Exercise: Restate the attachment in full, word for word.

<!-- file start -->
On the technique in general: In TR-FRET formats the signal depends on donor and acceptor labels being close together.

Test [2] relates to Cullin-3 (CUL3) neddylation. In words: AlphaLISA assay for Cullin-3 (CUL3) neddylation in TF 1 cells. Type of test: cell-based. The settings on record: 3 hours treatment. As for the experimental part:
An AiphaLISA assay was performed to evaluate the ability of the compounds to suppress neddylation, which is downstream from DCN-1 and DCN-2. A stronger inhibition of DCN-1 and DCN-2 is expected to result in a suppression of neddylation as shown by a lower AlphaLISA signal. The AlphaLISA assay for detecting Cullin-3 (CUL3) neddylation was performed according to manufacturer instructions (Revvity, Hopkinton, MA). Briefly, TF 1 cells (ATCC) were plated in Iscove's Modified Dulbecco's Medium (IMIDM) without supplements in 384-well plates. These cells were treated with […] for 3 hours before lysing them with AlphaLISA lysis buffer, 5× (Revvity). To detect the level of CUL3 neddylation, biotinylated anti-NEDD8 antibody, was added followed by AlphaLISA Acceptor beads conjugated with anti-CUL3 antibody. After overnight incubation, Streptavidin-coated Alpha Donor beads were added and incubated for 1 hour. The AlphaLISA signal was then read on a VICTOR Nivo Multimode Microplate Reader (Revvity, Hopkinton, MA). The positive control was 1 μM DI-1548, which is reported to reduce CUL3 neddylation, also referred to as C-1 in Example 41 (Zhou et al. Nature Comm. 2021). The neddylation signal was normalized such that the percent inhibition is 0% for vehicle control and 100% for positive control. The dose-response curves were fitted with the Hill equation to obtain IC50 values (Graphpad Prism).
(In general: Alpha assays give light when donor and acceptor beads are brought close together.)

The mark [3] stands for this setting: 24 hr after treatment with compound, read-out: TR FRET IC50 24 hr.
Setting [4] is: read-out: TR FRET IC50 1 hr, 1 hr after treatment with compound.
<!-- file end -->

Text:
On the technique in general: In TR-FRET formats the signal depends on donor and acceptor labels being close together.

Test [2] relates to Cullin-3 (CUL3) neddylation. In words: AlphaLISA assay for Cullin-3 (CUL3) neddylation in TF 1 cells. Type of test: cell-based. The settings on record: 3 hours treatment. As for the experimental part:
An AiphaLISA assay was performed to evaluate the ability of the compounds to suppress neddylation, which is downstream from DCN-1 and DCN-2. A stronger inhibition of DCN-1 and DCN-2 is expected to result in a suppression of neddylation as shown by a lower AlphaLISA signal. The AlphaLISA assay for detecting Cullin-3 (CUL3) neddylation was performed according to manufacturer instructions (Revvity, Hopkinton, MA). Briefly, TF 1 cells (ATCC) were plated in Iscove's Modified Dulbecco's Medium (IMIDM) without supplements in 384-well plates. These cells were treated with […] for 3 hours before lysing them with AlphaLISA lysis buffer, 5× (Revvity). To detect the level of CUL3 neddylation, biotinylated anti-NEDD8 antibody, was added followed by AlphaLISA Acceptor beads conjugated with anti-CUL3 antibody. After overnight incubation, Streptavidin-coated Alpha Donor beads were added and incubated for 1 hour. The AlphaLISA signal was then read on a VICTOR Nivo Multimode Microplate Reader (Revvity, Hopkinton, MA). The positive control was 1 μM DI-1548, which is reported to reduce CUL3 neddylation, also referred to as C-1 in Example 41 (Zhou et al. Nature Comm. 2021). The neddylation signal was normalized such that the percent inhibition is 0% for vehicle control and 100% for positive control. The dose-response curves were fitted with the Hill equation to obtain IC50 values (Graphpad Prism).
(In general: Alpha assays give light when donor and acceptor beads are brought close together.)

The mark [3] stands for this setting: 24 hr after treatment with compound, read-out: TR FRET IC50 24 hr.
Setting [4] is: read-out: TR FRET IC50 1 hr, 1 hr after treatment with compound.